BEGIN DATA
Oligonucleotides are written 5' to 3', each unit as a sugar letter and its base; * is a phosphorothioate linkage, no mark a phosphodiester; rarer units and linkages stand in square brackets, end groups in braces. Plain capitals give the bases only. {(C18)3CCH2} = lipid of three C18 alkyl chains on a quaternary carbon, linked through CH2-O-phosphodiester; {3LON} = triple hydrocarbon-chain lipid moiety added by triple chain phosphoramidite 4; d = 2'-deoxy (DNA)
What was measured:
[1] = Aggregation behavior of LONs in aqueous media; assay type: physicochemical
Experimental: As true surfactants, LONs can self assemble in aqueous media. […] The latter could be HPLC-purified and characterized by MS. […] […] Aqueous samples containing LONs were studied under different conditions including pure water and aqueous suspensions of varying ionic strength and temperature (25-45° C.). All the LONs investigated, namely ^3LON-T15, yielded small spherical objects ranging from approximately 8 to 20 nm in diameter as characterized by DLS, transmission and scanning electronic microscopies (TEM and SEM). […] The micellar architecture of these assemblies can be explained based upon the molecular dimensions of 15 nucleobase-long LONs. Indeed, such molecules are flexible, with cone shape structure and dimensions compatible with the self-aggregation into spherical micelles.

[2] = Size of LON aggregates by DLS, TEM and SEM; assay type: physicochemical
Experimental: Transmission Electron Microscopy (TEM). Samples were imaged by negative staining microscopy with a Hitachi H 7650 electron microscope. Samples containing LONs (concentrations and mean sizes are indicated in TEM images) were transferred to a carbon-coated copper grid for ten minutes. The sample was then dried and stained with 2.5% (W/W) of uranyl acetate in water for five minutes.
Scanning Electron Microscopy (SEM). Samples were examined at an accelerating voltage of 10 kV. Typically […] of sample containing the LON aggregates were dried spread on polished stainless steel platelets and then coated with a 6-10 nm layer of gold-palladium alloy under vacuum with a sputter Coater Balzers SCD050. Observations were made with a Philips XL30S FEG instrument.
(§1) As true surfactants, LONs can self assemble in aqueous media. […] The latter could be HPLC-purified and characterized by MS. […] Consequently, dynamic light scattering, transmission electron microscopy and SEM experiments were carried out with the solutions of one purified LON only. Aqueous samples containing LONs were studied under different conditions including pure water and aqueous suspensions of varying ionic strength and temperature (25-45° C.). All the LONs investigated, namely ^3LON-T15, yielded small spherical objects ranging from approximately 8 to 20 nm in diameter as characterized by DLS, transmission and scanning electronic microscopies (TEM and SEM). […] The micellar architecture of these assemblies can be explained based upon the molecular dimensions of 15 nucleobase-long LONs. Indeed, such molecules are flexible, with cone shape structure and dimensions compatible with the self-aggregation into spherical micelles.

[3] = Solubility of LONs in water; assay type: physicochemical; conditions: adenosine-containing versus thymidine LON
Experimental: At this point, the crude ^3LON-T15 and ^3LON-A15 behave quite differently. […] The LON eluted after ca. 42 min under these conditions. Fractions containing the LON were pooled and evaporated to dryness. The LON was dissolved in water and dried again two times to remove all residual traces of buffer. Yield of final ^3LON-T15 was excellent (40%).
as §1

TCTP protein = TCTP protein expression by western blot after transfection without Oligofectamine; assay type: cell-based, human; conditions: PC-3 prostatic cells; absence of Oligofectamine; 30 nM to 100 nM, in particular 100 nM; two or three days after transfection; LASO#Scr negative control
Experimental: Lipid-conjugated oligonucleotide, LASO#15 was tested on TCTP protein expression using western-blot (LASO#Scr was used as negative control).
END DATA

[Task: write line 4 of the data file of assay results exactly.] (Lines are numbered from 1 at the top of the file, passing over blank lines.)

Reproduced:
Experimental: As true surfactants, LONs can self assemble in aqueous media. […] The latter could be HPLC-purified and characterized by MS. […] […] Aqueous samples containing LONs were studied under different conditions including pure water and aqueous suspensions of varying ionic strength and temperature (25-45° C.). All the LONs investigated, namely ^3LON-T15, yielded small spherical objects ranging from approximately 8 to 20 nm in diameter as characterized by DLS, transmission and scanning electronic microscopies (TEM and SEM). […] The micellar architecture of these assemblies can be explained based upon the molecular dimensions of 15 nucleobase-long LONs. Indeed, such molecules are flexible, with cone shape structure and dimensions compatible with the self-aggregation into spherical micelles.